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In 3D computer graphics texture filtering, MIP maps (also mipmaps) are pre-calculated, optimized collections of images that accompany a main texture, intended to increase rendering speed and reduce aliasing artifacts. They are widely used in 3D computer games, flight simulators and other 3D imaging systems. The technique is known as mipmapping. The letters "MIP" in the name are an acronym of the Latin phrase multum in parvo, meaning "much in a small space". They need more space in memory although they form the basis of wavelet compression.

[edit] How it works

An example of mipmap image storage: the principal image on the left is accompanied by filtered copies of reduced size.

Each bitmap image of the mipmap set is a version of the main texture, but at a certain reduced level of detail. Although the main texture would still be used when the view is sufficient to render it in full detail, the renderer will switch to a suitable mipmap image (or in fact, interpolate between the two nearest, if trilinear filtering is activated) when the texture is viewed from a distance or at a small size. Rendering speed increases since the number of texture pixels ("texels") being processed can be much lower than with simple textures. Artifacts are reduced since the mipmap images are effectively already anti-aliased, taking some of the burden off the real-time renderer. Scaling down and up is made more efficient with mipmaps as well.

If the texture has a basic size of 256 by 256 pixels, then the associated mipmap set may contain a series of 8 images, each one-fourth the total area of the previous one: 128×128 pixels, 64×64, 32×32, 16×16, 8×8, 4×4, 2×2, 1×1 (a single pixel). If, for example, a scene is rendering this texture in a space of 40×40 pixels, then either a scaled up version of the 32×32 (without trilinear interpolation) or an interpolation of the 64×64 and the 32×32 mipmaps (with trilinear interpolation) would be used. The simplest way to generate these textures is by successive averaging, however more sophisticated algorithms (perhaps based on signal processing and Fourier transforms) can also be used.

The increase in storage space required for all of these mipmaps is a third of the original texture, because the sum of the areas 1/4 + 1/16 + 1/64 + 1/256 + · · · converges to 1/3. In the case of an RGB image with three channels stored as separate planes, the total mipmap can be visualized as fitting neatly into a square area twice as large as the dimensions of the original image on each side. This is the inspiration for the tag "multum in parvo".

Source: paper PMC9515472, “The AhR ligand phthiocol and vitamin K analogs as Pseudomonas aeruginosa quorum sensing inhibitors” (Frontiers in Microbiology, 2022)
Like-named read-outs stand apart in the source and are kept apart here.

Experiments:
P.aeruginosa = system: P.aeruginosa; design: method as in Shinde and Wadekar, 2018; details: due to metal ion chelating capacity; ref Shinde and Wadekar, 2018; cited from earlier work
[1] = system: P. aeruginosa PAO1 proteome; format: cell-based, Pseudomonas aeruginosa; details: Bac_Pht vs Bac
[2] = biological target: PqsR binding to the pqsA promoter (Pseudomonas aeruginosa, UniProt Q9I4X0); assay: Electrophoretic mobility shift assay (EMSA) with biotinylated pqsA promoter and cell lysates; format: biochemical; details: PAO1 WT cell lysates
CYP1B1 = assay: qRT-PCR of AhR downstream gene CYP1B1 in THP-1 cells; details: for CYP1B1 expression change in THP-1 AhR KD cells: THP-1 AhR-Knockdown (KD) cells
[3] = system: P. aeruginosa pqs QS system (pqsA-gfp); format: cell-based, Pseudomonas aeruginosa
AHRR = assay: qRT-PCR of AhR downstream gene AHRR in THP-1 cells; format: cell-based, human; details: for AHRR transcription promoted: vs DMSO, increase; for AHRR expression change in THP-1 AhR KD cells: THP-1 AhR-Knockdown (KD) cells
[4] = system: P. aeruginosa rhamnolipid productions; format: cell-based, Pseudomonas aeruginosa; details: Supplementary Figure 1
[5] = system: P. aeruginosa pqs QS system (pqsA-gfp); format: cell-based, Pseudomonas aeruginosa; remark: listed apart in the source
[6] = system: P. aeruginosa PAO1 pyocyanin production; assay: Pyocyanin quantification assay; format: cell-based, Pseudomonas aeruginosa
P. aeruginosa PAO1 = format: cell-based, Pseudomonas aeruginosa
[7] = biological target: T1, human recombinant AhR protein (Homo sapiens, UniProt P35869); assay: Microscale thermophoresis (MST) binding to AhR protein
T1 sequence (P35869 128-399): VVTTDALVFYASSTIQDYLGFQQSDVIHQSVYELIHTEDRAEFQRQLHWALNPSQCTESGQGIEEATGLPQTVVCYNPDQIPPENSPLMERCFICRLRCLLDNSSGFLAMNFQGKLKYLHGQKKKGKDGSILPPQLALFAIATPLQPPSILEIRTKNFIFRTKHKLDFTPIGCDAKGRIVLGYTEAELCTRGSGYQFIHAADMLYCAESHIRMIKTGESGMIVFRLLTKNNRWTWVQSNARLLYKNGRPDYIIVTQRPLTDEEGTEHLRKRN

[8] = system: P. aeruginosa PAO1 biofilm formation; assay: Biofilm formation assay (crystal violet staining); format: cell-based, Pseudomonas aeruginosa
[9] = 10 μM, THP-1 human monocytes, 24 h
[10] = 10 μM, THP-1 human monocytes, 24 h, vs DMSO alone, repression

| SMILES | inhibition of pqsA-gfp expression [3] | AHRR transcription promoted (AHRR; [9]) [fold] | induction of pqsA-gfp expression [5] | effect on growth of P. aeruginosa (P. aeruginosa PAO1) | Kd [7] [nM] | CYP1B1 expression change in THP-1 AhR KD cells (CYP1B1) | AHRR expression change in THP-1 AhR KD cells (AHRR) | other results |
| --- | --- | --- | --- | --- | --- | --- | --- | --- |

In many instances, the filtering should not be uniform in each direction (it should be anisotropic, as opposed to isotropic), and a compromise resolution is used. If a higher resolution is used, the cache coherence goes down, and the aliasing is increased in one direction, but the image tends to be clearer. If a lower resolution is used, the cache coherence is improved, but the image is overly blurry, to the point where it becomes difficult to identify.

To help with this problem, nonuniform mipmaps (also known as rip-maps) are sometimes used. With a 16×16 base texture map, the rip-map resolutions would be 16×8, 16×4, 16×2, 16×1, 8×16, 8×8, 8×4, 8×2, 8×1, 4×16, 4×8, 4×4, 4×2, 4×1, 2×16, 2×8, 2×4, 2×2, 2×1, 1×16, 1×8, 1×4, 1×2 and 1×1.

The unfortunate problem with this approach is that rip-maps require four times as much memory as the base texture map, and so rip-maps have been very unpopular. Also for 1×4 and more extreme 4 maps each rotated by 45° would be needed and the real memory requirement is growing more than linearly.

To reduce the memory requirement, and simultaneously give more resolutions to work with, summed-area tables were conceived. However, this approach tends to exhibit poor cache behavior. Also, a summed area table needs to have wider types to store the partial sums than the word size used to store the texture. For these reasons, there isn't any hardware that implements summed-area tables today.

A compromise has been reached today, called anisotropic mip-mapping. In the case where an anisotropic filter is needed, a higher resolution mipmap is used, and several texels are averaged in one direction to get more filtering in that direction. This has a somewhat detrimental effect on the cache, but greatly improves image quality.

[edit] Origin

Mipmapping was invented by Lance Williams in 1983 and is described in his paper Pyramidal parametrics. From the abstract: "This paper advances a 'pyramidal parametric' prefiltering and sampling geometry which minimizes aliasing effects and assures continuity within and between target images." The "pyramid" can be imagined as the set of mipmaps stacked on top of each other.

[edit] See also

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